The Doctor: I was trying to do small talk. Thought I was doing quite well.
Yaz: Needs work.
Then, when the Companions come and ask to continue to adventure with her, it may be the third (possibly fourth) time she tries to call them her "fam" which she quickly changes to "Team T.A.R.D.I.S."
Weirdly, this all ties into the mutant spiders and the fact that the biggest one is the "mother" and the others are all her babies which is a pretty huge assumption that no one really questions and then The Doctor uses it to make another sweeping generalization about homecomings.
...in the end, every living thing has the same instinct. To come back home.The Doctor
There's also the issue of the DOZENS OF GIANT MUTANT SPIDERS they just left in Robertson's panic room to die.
Not sure how Dr. McIntyre considers that a natural death. Besides, there were six months' rations in there. They might survive until the FOURTEENTH Doctor regenerates.
Bad science aside, there's a lot to parse out here regarding the definitions of "home" and of "family."
I feel like this will build to something important when they come to the major conflict of the season whether it's the Stenza or Ryan's absentee father.
The other major element that needs addressing is the VERY heavy-handed resemblance between the human baddie, Jack Robertson, and a certain sitting president.
A hotel mogul with a tendency towards irrational paranoia, alternative facts, and gold-leaf everything.
And some of you readers thought Doctor Who Season 11 Episode 3 was political.
Chris Noth plays Jack Robertson on a gradually increasing scale of crazy. Initially, he's just inconsiderate and demanding, unsure of how his underlings relate to him and firing Najia for coming in on a day off.
Then, when he sics his armed bodyguard on her and Yaz and, later, blames eco-protesters for the spider webs throughout his hotel, we realize he's pretty unhinged.
He even buys into the Russian interference theory that Ryan and Graham throw his way. (I believe that's what's called "taking the mick.")
From scheduled bathroom breaks to basically feeding poor Kevin to the mother spider to denying all culpability for his penny-pinching businesses creating the toxic ooze pit which mutates the spiders in the first place, Robertson is a caricature of the capitalist monster, lacking conscience and any sense of global citizenship.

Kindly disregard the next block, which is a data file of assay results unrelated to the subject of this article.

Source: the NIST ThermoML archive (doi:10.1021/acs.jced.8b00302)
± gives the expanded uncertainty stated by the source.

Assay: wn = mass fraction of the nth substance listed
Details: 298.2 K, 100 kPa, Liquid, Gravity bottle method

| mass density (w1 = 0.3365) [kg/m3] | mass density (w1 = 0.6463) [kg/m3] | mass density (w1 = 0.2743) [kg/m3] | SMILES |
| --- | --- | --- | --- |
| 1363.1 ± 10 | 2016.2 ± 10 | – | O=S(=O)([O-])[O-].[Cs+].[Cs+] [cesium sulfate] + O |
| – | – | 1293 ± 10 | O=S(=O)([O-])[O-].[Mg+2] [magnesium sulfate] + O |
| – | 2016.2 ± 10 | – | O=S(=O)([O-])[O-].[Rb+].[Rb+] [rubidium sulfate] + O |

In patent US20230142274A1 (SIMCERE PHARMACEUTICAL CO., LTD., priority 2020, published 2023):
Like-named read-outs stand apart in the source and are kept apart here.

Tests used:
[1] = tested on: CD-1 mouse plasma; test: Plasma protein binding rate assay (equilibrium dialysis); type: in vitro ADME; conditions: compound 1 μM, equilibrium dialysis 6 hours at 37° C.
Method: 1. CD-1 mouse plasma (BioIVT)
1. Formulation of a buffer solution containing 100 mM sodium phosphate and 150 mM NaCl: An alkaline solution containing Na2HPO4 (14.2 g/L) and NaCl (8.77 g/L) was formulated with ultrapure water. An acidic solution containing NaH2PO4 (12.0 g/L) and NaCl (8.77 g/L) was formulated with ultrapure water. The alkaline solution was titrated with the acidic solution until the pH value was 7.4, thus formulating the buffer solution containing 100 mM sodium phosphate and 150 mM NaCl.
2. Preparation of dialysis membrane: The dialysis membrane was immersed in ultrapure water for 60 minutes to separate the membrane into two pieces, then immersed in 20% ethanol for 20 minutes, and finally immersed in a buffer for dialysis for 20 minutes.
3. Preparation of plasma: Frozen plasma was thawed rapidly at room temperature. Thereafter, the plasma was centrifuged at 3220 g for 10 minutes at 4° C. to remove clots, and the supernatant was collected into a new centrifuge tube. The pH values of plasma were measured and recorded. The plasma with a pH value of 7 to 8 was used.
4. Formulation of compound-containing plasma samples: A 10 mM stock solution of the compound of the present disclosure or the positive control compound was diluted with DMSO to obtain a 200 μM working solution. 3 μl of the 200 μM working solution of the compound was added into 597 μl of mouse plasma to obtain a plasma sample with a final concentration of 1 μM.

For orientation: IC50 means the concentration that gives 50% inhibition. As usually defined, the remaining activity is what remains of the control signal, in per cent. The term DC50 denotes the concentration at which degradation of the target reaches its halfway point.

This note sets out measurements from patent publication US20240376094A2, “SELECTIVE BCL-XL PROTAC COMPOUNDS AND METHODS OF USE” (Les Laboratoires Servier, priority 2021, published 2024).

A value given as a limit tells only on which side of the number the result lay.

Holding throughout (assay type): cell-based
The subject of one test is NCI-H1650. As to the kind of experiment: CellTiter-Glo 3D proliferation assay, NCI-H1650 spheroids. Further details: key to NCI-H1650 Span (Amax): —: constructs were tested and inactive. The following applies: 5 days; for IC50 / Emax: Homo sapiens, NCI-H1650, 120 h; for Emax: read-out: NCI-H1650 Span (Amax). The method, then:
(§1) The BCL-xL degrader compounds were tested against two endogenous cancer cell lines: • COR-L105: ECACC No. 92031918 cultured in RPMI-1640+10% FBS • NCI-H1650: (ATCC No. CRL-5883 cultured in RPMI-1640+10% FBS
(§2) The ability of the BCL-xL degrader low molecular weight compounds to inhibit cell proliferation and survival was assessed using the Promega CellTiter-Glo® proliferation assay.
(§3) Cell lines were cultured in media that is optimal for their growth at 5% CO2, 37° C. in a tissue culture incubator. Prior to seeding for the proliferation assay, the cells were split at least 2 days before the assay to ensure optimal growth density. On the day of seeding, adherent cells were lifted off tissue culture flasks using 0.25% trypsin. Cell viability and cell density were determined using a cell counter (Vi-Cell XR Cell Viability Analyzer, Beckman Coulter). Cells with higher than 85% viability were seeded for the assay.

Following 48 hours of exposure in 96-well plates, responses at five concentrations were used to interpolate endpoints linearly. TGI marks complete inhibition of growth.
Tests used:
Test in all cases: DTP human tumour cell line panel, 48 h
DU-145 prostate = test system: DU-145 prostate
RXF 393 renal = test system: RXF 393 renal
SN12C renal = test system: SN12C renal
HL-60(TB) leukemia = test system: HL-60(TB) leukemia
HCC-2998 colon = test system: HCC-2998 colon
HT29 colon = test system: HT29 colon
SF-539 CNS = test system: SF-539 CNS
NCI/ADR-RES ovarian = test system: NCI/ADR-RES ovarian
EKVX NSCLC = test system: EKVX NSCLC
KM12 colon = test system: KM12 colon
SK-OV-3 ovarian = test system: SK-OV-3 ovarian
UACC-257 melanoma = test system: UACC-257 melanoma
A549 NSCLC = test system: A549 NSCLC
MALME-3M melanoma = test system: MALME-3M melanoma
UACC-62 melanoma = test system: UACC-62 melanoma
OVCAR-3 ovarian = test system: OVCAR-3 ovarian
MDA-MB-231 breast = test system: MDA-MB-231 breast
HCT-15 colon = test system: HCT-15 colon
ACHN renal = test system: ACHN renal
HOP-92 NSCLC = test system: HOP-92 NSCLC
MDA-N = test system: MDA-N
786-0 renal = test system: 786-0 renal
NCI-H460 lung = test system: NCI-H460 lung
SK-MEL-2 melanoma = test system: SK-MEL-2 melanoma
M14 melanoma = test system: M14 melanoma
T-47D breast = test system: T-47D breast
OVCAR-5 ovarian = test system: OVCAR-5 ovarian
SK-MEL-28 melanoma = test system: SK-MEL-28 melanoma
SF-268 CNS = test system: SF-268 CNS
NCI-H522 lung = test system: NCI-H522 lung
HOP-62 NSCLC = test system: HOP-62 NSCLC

And, of course, he's also a gun-crazy whack-a-doodle when it comes to solving a pest-control problem like giant spiders.
The Doctor's "all living things deserve respect" philosophy flies completely over his head and splatters all over his ginormous ego.
What is wrong with you people? What is wrong with this country? Why don't you do what normal people do, get a gun, shoot things like a civilized person?Robertson
It was definitely a coup that the writers were able to make me feel some sort of sympathy for that mother spider, considering my instinctual dislike for spiders but I guess that's what happens when you have a two-legged monster pull the trigger on the eight-legged one which had been deemed harmless.
The Doctor: She wasn't even a threat. She was dying anyway.
Robertson: Ah well, then it's a mercy killing.
The Doctor: I don't see any mercy in you.
Full disclosure, I won't willingly watch this one again (because #SPIDERS) but when YOU watch Doctor Who online note how Graham's interactions with Grace change each time she appears to him.
It's a lovely progression of letting go that is brilliant in its simplicity.
So, so far this season we've had an enemy on Earth, an alien landscape survival tale, a historical mission, and a home-grown horror. Where is Team T.A.R.D.I.S. off to next?
What are you looking forward to? What do you hope they don't bother revisiting?
Can you GUESS what I could do without?
Diana Keng is a staff writer for TV Fanatic. Follow her on Twitter.